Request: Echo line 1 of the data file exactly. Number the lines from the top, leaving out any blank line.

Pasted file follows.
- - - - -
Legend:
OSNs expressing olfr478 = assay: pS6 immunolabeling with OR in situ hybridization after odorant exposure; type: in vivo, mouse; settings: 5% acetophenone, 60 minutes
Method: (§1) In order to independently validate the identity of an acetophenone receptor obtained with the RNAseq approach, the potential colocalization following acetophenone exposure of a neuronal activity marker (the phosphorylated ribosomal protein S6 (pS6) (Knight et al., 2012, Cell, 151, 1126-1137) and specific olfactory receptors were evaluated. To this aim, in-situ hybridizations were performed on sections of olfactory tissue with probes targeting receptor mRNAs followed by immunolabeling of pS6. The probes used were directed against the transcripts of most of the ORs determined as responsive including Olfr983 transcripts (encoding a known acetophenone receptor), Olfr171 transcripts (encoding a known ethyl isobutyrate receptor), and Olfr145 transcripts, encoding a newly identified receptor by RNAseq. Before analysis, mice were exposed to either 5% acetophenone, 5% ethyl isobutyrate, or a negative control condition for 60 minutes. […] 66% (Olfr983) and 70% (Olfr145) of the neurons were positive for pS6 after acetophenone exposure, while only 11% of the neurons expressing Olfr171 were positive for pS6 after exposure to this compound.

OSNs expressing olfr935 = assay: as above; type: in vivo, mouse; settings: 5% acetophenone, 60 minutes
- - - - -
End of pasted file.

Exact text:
Legend: